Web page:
A David and Goliath Battle for Water Protection

A David and Goliath Battle for Water Protection

by Terry Swier, Michigan Citizens for Water Conservation

In late November 2000, a few property owners in Mecosta County learned of Perrier Group of America’s plan to initially withdraw and sell up to 720,000 gallons of spring water per day from a local spring that directly feeds the Little Muskegon River, a tributary of Lake Michigan. Out of concern a grassroots group was formed, Michigan Citizens for Water Conservation (MCWC). MCWC’s goal is to conserve, preserve, and protect Michigan’s water resources and the public trust interest in those resources. MCWC’s initial concerns were about the impact the Perrier plan would have on lake levels, wells, wetlands, and wildlife.

With reports of low Great Lakes levels and water shortages around the world, in the thirsty United States, Southwest, and even here in parts of Michigan, MCWC quickly learned that the Perrier proposal could have far-reaching implications for the State. Perrier is now proposing to withdraw up to 576,000 gallons a day of spring water, piping it 12 miles across numerous streams and wetlands to a bottling plant and then shipping the water out of the State for sale and use, with 65% of the water being consumed outside of the Great Lakes Basin. The group’s concern is the Perrier project will set a precedent for other water bottling companies for diversions of our state’s water.

According to the International Bottled Water Association, U.S. sales of bottled water grew to 3.6 billion gallons in 1998 and are growing at the rate of 10% per year. Single-serving containers account for 75% of that growth. Today it’s Mecosta County — it could be any county or community in Michigan tomorrow (or, for that matter, any Great Lakes state or province).

Influenced by an intensive letter writing campaign by Michigan Citizens for Water Conservation, three Michigan legislators — Representatives Julie Dennis and William O’Neil and Senator Christopher Dingell — requested an opinion from Michigan’s Attorney General, Jennifer Granholm, on Perrier’s proposal. The legislators asked Attorney General Granholm whether Perrier’s proposal to pump and bottle water from a spring in Mecosta County would constitute a diversion or export of water under the Water Resources Development Act (WRDA). If so, taking water from a tributary of the Great Lakes Basin to outside of the Basin would require approval from all eight Great Lakes governors and consultation with the premiers of Ontario and Quebec. Currently Michigan groundwater withdrawals are regulated by the Michigan Department of Environmental Quality under the Safe Drinking Water Act, focusing largely on water quality and little on hydrological impacts.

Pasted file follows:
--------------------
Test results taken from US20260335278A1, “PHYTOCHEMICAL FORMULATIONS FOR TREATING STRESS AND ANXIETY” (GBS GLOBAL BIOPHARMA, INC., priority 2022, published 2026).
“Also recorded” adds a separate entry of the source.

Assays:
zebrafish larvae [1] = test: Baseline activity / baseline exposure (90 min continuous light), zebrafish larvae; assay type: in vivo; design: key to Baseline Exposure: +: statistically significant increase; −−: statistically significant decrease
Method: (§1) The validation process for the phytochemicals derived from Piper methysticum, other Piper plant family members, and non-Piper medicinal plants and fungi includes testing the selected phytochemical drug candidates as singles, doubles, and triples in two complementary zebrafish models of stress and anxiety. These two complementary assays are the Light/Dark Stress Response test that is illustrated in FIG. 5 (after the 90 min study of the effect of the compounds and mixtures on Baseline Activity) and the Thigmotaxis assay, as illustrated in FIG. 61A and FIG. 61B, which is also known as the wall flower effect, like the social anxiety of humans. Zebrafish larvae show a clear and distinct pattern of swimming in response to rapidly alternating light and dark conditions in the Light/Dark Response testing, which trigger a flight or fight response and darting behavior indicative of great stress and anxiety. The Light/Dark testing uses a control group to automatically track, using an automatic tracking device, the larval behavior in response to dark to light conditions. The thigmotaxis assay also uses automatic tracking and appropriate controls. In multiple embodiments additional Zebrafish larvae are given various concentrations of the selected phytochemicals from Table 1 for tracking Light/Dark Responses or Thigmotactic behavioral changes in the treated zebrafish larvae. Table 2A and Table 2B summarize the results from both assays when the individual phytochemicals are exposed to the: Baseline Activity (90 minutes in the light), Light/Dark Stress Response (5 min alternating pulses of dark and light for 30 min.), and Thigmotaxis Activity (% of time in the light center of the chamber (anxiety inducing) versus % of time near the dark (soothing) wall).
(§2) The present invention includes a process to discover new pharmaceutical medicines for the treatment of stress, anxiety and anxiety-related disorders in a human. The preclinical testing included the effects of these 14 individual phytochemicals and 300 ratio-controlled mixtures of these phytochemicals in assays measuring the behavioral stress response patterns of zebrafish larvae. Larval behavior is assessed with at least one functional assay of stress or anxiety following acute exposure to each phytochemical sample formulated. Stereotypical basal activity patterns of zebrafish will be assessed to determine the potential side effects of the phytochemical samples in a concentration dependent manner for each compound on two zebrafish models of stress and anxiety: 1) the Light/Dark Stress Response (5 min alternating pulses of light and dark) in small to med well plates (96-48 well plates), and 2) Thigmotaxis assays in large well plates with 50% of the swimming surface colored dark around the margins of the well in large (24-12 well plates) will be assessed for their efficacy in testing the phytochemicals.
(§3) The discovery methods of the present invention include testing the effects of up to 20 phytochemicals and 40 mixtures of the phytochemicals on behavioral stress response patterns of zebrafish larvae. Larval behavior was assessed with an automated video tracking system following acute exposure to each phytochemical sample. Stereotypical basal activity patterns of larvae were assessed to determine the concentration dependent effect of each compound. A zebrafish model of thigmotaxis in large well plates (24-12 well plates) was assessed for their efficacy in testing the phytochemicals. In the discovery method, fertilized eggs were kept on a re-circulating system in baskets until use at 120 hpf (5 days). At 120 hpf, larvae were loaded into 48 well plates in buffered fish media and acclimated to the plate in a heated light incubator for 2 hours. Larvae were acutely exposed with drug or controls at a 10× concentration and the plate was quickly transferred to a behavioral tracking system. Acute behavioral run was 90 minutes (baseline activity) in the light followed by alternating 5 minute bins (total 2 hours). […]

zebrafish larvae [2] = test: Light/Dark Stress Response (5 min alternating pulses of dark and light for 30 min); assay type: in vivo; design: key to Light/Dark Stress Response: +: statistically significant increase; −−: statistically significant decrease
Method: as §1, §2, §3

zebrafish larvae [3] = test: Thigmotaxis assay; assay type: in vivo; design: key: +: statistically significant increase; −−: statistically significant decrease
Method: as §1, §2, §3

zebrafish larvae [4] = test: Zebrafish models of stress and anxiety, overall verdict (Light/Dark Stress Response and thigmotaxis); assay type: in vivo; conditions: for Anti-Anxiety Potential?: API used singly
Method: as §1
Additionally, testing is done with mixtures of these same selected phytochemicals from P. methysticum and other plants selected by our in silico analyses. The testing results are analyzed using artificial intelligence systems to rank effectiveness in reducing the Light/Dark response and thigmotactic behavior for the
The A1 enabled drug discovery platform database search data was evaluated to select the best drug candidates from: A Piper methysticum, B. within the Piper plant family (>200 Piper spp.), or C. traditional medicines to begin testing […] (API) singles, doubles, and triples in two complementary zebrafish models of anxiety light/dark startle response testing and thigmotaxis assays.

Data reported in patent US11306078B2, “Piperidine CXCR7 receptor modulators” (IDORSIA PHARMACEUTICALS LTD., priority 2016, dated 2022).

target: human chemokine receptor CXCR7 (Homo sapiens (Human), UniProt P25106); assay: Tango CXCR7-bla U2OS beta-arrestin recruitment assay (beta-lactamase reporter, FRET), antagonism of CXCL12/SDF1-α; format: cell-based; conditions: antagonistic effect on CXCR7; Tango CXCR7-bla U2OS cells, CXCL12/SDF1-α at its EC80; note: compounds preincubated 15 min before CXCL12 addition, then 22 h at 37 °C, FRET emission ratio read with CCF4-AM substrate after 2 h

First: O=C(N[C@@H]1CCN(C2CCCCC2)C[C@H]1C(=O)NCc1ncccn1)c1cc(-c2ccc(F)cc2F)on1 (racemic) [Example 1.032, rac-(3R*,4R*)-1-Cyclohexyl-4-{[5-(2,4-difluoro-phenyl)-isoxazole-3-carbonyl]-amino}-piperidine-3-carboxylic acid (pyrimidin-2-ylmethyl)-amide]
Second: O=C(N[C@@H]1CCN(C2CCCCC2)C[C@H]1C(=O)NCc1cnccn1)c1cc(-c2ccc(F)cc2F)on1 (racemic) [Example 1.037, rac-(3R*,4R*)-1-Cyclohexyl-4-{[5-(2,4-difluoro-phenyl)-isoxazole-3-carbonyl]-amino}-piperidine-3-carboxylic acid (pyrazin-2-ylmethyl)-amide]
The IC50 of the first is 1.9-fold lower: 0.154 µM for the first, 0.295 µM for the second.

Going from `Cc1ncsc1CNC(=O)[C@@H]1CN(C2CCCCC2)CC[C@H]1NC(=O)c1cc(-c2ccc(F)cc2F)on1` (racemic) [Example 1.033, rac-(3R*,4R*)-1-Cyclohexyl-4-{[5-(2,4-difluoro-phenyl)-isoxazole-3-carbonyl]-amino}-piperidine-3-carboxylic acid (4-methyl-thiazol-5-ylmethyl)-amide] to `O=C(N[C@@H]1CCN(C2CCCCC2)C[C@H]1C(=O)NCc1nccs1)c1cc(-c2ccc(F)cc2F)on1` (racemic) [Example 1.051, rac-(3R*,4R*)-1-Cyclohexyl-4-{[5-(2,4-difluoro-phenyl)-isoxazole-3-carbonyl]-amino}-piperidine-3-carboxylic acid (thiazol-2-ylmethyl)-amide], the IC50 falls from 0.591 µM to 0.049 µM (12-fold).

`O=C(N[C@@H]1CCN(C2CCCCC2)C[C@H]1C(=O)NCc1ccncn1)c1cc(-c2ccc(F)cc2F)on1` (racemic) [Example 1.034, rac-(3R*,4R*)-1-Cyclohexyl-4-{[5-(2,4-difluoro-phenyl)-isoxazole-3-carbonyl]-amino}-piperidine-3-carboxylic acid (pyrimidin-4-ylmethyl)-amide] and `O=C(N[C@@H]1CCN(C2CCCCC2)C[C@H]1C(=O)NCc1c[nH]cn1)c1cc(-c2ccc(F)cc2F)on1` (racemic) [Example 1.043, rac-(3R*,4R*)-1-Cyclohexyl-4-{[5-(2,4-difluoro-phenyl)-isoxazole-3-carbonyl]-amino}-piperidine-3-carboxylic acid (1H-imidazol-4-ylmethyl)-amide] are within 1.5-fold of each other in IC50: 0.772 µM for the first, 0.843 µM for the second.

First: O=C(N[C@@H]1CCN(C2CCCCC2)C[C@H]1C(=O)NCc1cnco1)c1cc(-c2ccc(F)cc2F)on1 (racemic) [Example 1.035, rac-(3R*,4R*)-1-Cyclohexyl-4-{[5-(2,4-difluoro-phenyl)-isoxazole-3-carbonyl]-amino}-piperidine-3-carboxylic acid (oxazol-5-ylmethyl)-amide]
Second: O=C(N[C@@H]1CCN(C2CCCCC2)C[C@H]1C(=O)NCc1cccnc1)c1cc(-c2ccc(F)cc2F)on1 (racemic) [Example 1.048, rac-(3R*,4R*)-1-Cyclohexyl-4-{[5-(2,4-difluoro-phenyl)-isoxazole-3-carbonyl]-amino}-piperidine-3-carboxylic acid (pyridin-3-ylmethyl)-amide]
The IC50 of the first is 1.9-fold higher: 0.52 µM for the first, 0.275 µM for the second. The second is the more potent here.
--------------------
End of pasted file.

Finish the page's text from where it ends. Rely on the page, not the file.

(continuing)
The Attorney General released two letters of opinion in September 2001, one to Governor John Engler and another to the three Michigan legislators. In both letters she concluded that the Perrier proposal would constitute a diversion or export under the WRDA. The Attorney General further urged Governor Engler to consult with the Governors of other Great Lakes States and the Canadian premiers of Ontario and Quebec. In addition, she urged the Governor and the legislators to work toward establishing a comprehensive water use law to protect Michigan’s waters. Michigan is one of two states in the Great Lakes Basin that does not have a water use law.

Governor Engler immediately rejected the Attorney General’s plea and wrote a letter to Ohio’s Governor Robert Taft providing Governor Taft with his own information concerning the Perrier project. This letter from Governor Engler to Governor Taft can be found on MCWC’s website, www.saveMIwater.org. MCWC disagrees with Governor Engler’s conclusions.